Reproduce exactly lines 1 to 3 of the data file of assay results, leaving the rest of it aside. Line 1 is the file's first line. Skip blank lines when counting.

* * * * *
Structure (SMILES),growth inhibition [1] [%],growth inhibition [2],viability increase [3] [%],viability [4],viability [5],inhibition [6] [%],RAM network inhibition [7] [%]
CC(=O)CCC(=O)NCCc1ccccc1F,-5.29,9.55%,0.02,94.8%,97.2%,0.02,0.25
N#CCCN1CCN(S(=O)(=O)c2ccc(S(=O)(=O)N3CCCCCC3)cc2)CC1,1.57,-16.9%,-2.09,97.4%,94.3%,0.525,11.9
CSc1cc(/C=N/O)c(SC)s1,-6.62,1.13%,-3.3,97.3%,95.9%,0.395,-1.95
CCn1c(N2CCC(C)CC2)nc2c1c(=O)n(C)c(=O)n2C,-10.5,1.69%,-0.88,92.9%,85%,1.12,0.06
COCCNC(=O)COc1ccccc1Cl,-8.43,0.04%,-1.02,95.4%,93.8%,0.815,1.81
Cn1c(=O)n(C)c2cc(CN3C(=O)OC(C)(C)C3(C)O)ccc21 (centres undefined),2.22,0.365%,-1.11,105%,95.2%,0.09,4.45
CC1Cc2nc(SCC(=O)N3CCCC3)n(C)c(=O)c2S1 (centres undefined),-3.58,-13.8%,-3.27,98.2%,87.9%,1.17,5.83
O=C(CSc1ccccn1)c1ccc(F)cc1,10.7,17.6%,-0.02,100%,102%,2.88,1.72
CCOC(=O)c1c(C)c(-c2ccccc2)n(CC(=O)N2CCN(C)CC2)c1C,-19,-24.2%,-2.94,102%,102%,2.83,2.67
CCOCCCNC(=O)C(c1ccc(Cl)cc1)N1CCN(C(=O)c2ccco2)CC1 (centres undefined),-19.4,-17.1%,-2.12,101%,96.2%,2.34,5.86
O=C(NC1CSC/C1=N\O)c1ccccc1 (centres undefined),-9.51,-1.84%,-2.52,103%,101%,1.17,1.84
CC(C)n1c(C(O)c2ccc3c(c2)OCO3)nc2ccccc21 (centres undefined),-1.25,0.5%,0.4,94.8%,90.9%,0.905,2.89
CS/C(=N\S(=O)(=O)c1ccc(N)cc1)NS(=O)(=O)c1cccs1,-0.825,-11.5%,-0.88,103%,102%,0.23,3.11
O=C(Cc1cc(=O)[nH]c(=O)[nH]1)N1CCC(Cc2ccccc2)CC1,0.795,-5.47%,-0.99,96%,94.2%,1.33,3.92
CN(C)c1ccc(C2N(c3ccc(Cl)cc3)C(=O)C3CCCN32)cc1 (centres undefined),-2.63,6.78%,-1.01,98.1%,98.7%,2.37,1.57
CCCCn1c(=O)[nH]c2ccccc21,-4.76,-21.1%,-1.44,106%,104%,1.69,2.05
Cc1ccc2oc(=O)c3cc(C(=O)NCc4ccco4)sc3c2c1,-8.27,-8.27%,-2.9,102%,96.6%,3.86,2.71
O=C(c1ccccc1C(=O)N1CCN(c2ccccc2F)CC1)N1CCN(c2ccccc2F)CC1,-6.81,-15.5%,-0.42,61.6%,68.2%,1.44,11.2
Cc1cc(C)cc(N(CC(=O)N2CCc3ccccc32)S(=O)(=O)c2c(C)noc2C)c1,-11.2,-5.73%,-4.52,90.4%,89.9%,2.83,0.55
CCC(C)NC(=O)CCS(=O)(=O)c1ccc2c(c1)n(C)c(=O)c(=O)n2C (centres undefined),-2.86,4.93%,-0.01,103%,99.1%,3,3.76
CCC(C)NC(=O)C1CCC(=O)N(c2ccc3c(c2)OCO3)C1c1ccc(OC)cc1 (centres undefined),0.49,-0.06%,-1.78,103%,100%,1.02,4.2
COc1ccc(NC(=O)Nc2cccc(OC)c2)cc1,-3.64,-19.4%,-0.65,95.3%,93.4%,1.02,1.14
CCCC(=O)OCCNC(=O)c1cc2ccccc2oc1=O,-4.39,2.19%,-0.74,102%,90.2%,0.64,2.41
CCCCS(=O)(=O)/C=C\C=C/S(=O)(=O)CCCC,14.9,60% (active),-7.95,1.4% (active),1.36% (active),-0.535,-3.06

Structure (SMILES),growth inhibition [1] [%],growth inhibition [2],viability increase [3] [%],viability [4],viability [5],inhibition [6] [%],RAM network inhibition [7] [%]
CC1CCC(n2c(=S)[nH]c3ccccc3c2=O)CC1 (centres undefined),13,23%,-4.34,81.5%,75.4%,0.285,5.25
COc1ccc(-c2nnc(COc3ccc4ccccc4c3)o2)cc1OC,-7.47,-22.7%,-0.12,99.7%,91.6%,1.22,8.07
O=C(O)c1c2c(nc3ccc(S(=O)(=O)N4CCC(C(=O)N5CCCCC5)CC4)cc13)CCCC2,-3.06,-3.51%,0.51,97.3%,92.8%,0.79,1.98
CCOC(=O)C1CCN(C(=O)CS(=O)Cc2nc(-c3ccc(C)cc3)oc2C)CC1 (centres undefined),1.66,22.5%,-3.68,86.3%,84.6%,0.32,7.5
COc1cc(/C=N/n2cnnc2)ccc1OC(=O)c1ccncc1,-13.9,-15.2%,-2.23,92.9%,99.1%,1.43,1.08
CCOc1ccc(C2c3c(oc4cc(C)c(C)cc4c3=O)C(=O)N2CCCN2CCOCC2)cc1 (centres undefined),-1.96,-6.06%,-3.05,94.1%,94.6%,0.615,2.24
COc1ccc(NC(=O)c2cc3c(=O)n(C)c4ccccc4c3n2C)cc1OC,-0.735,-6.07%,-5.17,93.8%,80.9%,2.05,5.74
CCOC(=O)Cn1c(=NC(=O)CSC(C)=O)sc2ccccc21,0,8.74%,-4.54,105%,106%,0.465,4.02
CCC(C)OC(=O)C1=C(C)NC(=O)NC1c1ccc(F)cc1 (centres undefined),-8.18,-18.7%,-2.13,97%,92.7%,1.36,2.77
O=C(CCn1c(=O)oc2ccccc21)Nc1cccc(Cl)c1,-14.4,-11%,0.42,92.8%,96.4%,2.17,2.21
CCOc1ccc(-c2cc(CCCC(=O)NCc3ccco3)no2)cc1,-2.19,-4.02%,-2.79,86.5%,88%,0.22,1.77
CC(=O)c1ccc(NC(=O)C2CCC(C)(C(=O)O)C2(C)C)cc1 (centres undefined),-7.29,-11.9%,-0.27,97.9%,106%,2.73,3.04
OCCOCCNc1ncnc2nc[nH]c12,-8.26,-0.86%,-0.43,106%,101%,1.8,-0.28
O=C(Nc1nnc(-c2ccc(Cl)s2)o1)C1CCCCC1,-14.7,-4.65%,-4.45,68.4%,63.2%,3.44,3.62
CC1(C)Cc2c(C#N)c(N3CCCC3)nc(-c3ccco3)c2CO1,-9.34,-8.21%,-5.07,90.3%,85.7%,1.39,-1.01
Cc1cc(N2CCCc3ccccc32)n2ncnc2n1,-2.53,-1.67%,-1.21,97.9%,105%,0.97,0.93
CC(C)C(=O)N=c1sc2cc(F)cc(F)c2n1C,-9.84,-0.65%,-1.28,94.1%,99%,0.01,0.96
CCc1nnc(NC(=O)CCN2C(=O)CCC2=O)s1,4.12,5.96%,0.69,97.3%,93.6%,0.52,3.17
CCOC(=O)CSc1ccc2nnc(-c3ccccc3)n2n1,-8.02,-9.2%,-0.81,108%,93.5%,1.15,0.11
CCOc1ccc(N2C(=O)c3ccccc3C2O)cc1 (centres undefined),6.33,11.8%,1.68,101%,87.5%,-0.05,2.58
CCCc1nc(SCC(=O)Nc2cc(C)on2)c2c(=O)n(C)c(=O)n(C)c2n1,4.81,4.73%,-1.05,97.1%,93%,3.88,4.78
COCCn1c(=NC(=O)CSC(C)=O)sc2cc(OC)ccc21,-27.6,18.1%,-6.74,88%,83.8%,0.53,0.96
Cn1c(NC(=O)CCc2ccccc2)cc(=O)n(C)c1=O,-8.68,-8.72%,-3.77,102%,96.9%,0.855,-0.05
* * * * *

Structure (SMILES),growth inhibition [1] [%],growth inhibition [2],viability increase [3] [%],viability [4],viability [5],inhibition [6] [%],RAM network inhibition [7] [%]
CC(=O)CCC(=O)NCCc1ccccc1F,-5.29,9.55%,0.02,94.8%,97.2%,0.02,0.25
N#CCCN1CCN(S(=O)(=O)c2ccc(S(=O)(=O)N3CCCCCC3)cc2)CC1,1.57,-16.9%,-2.09,97.4%,94.3%,0.525,11.9